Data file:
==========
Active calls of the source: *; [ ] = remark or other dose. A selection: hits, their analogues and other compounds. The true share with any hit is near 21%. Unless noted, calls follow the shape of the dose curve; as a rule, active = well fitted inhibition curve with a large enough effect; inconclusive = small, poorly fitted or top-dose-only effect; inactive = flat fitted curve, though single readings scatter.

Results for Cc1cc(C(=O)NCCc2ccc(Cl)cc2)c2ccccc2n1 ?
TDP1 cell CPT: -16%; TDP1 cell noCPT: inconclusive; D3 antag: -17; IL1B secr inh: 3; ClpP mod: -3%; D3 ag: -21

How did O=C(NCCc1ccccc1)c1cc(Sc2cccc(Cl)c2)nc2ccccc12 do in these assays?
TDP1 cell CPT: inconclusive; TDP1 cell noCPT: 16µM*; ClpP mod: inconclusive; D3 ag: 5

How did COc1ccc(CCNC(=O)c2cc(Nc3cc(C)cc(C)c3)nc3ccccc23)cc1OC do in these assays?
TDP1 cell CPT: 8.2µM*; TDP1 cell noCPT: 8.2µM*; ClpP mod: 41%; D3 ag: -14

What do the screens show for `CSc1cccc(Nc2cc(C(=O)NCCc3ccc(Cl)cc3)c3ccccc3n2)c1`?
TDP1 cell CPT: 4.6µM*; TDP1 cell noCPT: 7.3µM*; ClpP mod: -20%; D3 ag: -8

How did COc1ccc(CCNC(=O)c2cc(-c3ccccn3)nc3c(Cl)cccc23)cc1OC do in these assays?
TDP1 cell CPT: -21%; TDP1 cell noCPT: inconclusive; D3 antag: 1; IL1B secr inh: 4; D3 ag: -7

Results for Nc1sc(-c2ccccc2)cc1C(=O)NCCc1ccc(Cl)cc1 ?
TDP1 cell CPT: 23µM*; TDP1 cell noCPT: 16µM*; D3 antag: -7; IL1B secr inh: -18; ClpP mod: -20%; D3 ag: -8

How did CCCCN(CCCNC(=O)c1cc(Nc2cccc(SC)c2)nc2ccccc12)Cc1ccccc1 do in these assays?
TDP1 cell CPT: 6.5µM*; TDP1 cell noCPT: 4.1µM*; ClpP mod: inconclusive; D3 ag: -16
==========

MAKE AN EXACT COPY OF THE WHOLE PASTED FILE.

Active calls of the source: *; [ ] = remark or other dose. A selection: hits, their analogues and other compounds. The true share with any hit is near 21%. Unless noted, calls follow the shape of the dose curve; as a rule, active = well fitted inhibition curve with a large enough effect; inconclusive = small, poorly fitted or top-dose-only effect; inactive = flat fitted curve, though single readings scatter.

Results for Cc1cc(C(=O)NCCc2ccc(Cl)cc2)c2ccccc2n1 ?
TDP1 cell CPT: -16%; TDP1 cell noCPT: inconclusive; D3 antag: -17; IL1B secr inh: 3; ClpP mod: -3%; D3 ag: -21

How did O=C(NCCc1ccccc1)c1cc(Sc2cccc(Cl)c2)nc2ccccc12 do in these assays?
TDP1 cell CPT: inconclusive; TDP1 cell noCPT: 16µM*; ClpP mod: inconclusive; D3 ag: 5

How did COc1ccc(CCNC(=O)c2cc(Nc3cc(C)cc(C)c3)nc3ccccc23)cc1OC do in these assays?
TDP1 cell CPT: 8.2µM*; TDP1 cell noCPT: 8.2µM*; ClpP mod: 41%; D3 ag: -14

What do the screens show for `CSc1cccc(Nc2cc(C(=O)NCCc3ccc(Cl)cc3)c3ccccc3n2)c1`?
TDP1 cell CPT: 4.6µM*; TDP1 cell noCPT: 7.3µM*; ClpP mod: -20%; D3 ag: -8

How did COc1ccc(CCNC(=O)c2cc(-c3ccccn3)nc3c(Cl)cccc23)cc1OC do in these assays?
TDP1 cell CPT: -21%; TDP1 cell noCPT: inconclusive; D3 antag: 1; IL1B secr inh: 4; D3 ag: -7

Results for Nc1sc(-c2ccccc2)cc1C(=O)NCCc1ccc(Cl)cc1 ?
TDP1 cell CPT: 23µM*; TDP1 cell noCPT: 16µM*; D3 antag: -7; IL1B secr inh: -18; ClpP mod: -20%; D3 ag: -8

How did CCCCN(CCCNC(=O)c1cc(Nc2cccc(SC)c2)nc2ccccc12)Cc1ccccc1 do in these assays?
TDP1 cell CPT: 6.5µM*; TDP1 cell noCPT: 4.1µM*; ClpP mod: inconclusive; D3 ag: -16